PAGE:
Prevailing theoretical models of posttraumatic stress disorder (PTSD) as well as exposure therapy (EXP) methodology suggest that recall of a trauma is crucial to altering the conditioned fear response associated with PTSD (Benito & Walther, 2015; Craske et al., 2008; Foa & Kozak, 1986). However, it is unclear whether limited recall of the event impacts the EXP process and treatment outcomes. This study examined whether incomplete trauma recall affected pre-treatment PTSD severity, Initial Fear Activation (IFA), Overall Fear Activation (OFA), Within-Session Habituation (WSH), Between-Session Habituation (BSH; overall extinction), average length of EXP sessions, number of EXP sessions, and post-treatment PTSD severity, in 166 veterans of Operation Enduring Freedom, Operation Iraqi Freedom, and Operation New Dawn, who completed EXP treatment. Contrary to predicted outcomes, the extent of recall did not attenuate veterans' participation in EXP as measured by IFA, OFA, WSH and BSH. Furthermore, less recall did not result in more severe pre-treatment PTSD, longer EXP sessions, more EXP sessions, or attenuated treatment response, as measured by the Clinician-Administered PTSD Scale for DSM-IV (CAPS; Weathers, Ruscio, & Keane, 1999) and PTSD Checklist Military Version (PCL-M; Weathers, Huska, & Keane, 1991) at pre- and post-treatment. This suggests that veterans who are unable to recall aspects of their traumatic experience can engage successfully and benefit equally from EXP akin to veterans who experience less difficulty recalling trauma details. This research is the first to examine trauma recall in the context of the EXP process and contributes to the current body of literature that aims to address the question: For whom do treatments work?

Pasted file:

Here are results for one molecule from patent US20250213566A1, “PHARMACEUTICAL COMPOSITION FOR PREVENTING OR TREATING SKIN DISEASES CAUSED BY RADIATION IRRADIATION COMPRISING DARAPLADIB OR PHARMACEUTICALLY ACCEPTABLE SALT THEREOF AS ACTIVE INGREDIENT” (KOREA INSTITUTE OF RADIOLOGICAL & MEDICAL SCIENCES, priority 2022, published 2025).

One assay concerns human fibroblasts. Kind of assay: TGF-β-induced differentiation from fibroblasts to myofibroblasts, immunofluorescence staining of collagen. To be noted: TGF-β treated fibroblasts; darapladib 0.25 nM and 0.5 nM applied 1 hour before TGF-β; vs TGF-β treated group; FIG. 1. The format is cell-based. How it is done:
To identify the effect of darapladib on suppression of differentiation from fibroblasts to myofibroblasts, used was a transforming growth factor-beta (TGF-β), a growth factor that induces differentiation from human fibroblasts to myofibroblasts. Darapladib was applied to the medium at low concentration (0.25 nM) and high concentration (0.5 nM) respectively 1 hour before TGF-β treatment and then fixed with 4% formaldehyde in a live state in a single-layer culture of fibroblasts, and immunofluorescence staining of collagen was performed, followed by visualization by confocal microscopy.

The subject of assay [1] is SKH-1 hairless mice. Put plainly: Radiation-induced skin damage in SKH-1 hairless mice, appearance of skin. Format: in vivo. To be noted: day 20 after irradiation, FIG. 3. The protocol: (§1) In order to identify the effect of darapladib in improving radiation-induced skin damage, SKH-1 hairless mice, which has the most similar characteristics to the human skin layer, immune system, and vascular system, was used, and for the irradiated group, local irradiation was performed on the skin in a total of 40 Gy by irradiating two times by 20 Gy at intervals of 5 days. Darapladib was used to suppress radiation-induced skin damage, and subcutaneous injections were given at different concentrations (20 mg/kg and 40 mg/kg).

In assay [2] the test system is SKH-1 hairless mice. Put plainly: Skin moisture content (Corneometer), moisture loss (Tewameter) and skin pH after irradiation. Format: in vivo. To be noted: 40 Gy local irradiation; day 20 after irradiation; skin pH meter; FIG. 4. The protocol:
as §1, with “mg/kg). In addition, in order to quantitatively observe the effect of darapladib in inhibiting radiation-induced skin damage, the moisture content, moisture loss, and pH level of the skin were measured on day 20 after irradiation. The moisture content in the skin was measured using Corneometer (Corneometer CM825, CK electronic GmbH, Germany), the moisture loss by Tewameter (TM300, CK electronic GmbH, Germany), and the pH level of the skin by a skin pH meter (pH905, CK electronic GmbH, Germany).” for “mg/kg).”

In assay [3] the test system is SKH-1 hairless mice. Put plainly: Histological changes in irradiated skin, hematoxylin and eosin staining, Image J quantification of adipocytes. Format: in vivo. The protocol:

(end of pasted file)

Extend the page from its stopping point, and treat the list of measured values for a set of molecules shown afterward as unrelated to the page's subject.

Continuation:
Master of Science (M.S.)
College of Sciences
Psychology; Clinical Psychology
Length of Campus-only Access
Masters Thesis (Campus-only Access)
Morrison, Krystal, "How Much is Enough? Trauma Recall and the Exposure Therapy Process" (2018). Electronic Theses and Dissertations, 2004-2019. 6267.